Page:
General Survey. After identifying the barriers we wanted to find out which barriers varied across genders. We distributed the survey to the general developer population. We sent targeted emails, posted to programming forums, contacted large corporations, and posted in computer science Facebook groups. We received responses from 1470 females and males by the time we closed the survey.

With this survey we were able to identify 5 statistically significant barriers that females rated higher than males. These barriers include being aware of site features, not feeling qualified enough to chime in, the large intimidating community size, the discomfort of online strangers, and the perception of slacking on the job. All statistically significant barriers have been starred below in the diverging stacked bar chart of all barriers identified.

Barriers to Stack Overflow usage for females and males. Red star indicates a statistically significant difference (p<.0012)

What Now?

As mentioned before, the ultimate goal is to make sure all users can feel comfortable relying on this resource. Using the results from our interviews and survey, we propose some design choices to consider as Stack Overflow grows to be more popular and inclusive.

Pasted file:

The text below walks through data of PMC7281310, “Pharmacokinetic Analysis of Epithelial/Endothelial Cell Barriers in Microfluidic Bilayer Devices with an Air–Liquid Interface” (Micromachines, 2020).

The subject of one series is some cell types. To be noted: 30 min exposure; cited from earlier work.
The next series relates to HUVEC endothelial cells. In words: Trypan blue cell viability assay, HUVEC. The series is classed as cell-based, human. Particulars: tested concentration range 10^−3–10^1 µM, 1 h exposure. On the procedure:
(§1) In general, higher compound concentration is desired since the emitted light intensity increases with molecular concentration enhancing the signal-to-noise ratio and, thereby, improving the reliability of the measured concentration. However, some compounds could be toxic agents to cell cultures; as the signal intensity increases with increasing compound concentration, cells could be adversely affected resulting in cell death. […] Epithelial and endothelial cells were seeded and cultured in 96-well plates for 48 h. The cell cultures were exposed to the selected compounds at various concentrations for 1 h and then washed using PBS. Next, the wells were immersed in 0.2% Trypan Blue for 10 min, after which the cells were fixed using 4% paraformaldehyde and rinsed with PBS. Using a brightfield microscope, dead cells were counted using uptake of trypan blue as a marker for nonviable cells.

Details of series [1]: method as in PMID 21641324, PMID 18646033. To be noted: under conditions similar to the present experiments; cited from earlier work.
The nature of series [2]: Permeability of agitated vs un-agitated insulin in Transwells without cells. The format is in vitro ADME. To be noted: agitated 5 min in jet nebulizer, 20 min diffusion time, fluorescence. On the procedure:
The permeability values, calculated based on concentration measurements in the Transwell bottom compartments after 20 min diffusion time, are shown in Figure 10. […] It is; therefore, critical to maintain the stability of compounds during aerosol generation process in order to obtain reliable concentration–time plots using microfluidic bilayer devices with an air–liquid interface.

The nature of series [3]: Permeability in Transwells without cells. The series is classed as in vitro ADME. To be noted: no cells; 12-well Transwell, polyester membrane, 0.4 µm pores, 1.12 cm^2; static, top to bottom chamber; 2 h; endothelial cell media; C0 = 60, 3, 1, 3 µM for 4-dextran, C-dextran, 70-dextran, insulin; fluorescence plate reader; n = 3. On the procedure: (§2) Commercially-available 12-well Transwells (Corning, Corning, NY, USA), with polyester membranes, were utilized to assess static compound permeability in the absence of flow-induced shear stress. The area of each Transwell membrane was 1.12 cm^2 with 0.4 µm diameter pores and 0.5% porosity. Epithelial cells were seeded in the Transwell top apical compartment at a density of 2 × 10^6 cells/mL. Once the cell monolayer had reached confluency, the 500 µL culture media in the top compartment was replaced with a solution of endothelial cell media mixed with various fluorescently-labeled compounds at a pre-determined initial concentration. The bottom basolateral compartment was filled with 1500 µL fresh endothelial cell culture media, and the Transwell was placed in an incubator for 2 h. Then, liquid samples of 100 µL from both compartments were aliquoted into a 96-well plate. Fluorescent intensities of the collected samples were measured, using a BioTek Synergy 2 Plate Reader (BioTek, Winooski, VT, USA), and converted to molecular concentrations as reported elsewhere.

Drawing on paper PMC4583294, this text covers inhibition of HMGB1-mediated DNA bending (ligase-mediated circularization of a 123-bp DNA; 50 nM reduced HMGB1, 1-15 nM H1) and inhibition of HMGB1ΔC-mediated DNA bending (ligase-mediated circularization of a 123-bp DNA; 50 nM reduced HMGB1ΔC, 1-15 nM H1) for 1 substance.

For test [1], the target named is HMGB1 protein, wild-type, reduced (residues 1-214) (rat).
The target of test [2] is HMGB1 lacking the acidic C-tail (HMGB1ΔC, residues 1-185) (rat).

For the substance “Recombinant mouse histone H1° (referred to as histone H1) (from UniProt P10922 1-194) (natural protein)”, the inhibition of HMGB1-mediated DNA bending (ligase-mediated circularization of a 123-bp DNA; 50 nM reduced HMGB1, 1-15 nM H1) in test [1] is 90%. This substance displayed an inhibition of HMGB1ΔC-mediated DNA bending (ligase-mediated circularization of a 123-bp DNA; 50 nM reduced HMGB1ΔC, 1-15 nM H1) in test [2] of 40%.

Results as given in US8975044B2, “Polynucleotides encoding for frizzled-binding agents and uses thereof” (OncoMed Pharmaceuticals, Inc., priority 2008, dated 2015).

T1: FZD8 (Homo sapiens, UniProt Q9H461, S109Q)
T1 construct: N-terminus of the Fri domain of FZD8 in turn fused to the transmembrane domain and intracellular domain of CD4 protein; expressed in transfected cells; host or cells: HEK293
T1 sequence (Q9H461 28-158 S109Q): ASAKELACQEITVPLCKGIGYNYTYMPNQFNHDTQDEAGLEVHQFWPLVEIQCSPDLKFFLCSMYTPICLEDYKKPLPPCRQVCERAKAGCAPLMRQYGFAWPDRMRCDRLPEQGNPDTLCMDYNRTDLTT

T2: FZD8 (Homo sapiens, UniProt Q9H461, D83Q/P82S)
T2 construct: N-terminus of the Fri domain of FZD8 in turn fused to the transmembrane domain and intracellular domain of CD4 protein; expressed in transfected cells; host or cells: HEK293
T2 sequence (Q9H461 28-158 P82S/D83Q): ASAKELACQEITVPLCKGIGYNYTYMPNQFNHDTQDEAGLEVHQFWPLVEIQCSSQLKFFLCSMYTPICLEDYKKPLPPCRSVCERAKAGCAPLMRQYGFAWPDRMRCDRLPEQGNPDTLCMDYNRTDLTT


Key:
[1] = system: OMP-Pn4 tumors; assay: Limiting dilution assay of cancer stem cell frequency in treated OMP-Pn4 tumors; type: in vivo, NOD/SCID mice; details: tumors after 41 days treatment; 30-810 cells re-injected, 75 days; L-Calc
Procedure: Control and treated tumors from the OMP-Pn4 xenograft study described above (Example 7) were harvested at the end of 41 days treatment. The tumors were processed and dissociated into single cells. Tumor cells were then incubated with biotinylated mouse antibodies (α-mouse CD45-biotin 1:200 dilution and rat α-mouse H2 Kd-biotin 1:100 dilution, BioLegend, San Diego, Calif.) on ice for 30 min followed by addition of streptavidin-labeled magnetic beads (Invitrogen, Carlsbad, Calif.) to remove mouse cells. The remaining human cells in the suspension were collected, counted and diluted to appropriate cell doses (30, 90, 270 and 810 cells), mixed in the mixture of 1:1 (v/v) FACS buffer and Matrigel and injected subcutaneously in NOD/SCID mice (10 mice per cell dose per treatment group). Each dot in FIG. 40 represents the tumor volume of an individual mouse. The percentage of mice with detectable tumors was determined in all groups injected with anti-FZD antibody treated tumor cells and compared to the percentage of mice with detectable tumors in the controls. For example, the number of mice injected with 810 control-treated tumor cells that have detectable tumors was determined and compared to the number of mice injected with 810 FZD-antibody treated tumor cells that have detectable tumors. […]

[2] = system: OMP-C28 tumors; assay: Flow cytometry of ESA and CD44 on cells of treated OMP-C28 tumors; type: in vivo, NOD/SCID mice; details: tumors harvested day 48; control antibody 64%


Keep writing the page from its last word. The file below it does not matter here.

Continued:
5 Min V.S. 30 Min Questions. It is a bit of a task trying to identify which questions will take 5 minutes to answer versus 30 minutes manually. Research is needed to create and sustain a ranking algorithm of questions response time per user’s skill and question difficulty. This features would encourage a wider range of users with varied availability.

Quality Questions. Instead of discouraging users from posting questions, enhance the posting process by automatically providing feedback on the quality of the question in terms of how fast and how likely it will be answered.

Sub-communities. Sub-communities should be an available option to users who are interested in creating a more approachable group to interact with.

Mentorship. Retention of one-day flies and other contributors may increase if  a per user mentorship program is incorporated.

Many of these design choices have been shared with Stack Overflow affiliates and are now in the implementation phase. Keep your eyes peeled to see what Stack Overflow has up their sleeves in the future.

Read More

The formal research paper, Paradise Unplugged: Identifying Barriers for Female Participation on Stack Overflow by Denae Ford, Justin Smith, Philip Guo, and Chris Parnin was recently accepted at FSE, ACM SigSoft International Symposium on the Foundations of Software Engineering. This year’s conference will be taking place in Seattle, Washington from November 13 -19, 2016. A version of the paper is now available online.

Just plain curious about the work? We welcome you to check out the paper,message us with inquiries, or comment below.